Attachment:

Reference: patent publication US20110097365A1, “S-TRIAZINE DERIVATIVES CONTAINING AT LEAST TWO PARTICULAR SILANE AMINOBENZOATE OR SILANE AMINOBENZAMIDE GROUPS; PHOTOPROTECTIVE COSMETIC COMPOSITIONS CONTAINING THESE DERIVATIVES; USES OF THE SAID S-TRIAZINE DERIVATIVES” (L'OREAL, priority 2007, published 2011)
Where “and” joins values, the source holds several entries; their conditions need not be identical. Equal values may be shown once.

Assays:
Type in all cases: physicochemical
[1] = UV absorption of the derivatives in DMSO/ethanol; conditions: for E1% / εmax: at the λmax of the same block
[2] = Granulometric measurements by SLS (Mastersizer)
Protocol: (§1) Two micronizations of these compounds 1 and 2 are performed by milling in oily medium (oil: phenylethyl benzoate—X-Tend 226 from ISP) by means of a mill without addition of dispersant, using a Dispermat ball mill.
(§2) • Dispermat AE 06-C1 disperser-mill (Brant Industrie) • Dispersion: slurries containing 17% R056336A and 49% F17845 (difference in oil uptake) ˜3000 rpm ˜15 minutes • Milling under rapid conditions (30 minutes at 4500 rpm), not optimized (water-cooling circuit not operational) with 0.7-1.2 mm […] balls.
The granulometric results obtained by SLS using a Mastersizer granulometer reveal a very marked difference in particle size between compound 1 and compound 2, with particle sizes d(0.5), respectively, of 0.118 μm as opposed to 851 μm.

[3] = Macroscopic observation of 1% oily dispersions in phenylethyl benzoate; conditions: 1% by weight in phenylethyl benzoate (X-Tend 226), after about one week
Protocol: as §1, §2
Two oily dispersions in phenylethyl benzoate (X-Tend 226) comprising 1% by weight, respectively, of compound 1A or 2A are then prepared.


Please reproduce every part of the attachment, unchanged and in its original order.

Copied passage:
Reference: patent publication US20110097365A1, “S-TRIAZINE DERIVATIVES CONTAINING AT LEAST TWO PARTICULAR SILANE AMINOBENZOATE OR SILANE AMINOBENZAMIDE GROUPS; PHOTOPROTECTIVE COSMETIC COMPOSITIONS CONTAINING THESE DERIVATIVES; USES OF THE SAID S-TRIAZINE DERIVATIVES” (L'OREAL, priority 2007, published 2011)
Where “and” joins values, the source holds several entries; their conditions need not be identical. Equal values may be shown once.

Assays:
Type in all cases: physicochemical
[1] = UV absorption of the derivatives in DMSO/ethanol; conditions: for E1% / εmax: at the λmax of the same block
[2] = Granulometric measurements by SLS (Mastersizer)
Protocol: (§1) Two micronizations of these compounds 1 and 2 are performed by milling in oily medium (oil: phenylethyl benzoate—X-Tend 226 from ISP) by means of a mill without addition of dispersant, using a Dispermat ball mill.
(§2) • Dispermat AE 06-C1 disperser-mill (Brant Industrie) • Dispersion: slurries containing 17% R056336A and 49% F17845 (difference in oil uptake) ˜3000 rpm ˜15 minutes • Milling under rapid conditions (30 minutes at 4500 rpm), not optimized (water-cooling circuit not operational) with 0.7-1.2 mm […] balls.
The granulometric results obtained by SLS using a Mastersizer granulometer reveal a very marked difference in particle size between compound 1 and compound 2, with particle sizes d(0.5), respectively, of 0.118 μm as opposed to 851 μm.

[3] = Macroscopic observation of 1% oily dispersions in phenylethyl benzoate; conditions: 1% by weight in phenylethyl benzoate (X-Tend 226), after about one week
Protocol: as §1, §2
Two oily dispersions in phenylethyl benzoate (X-Tend 226) comprising 1% by weight, respectively, of compound 1A or 2A are then prepared.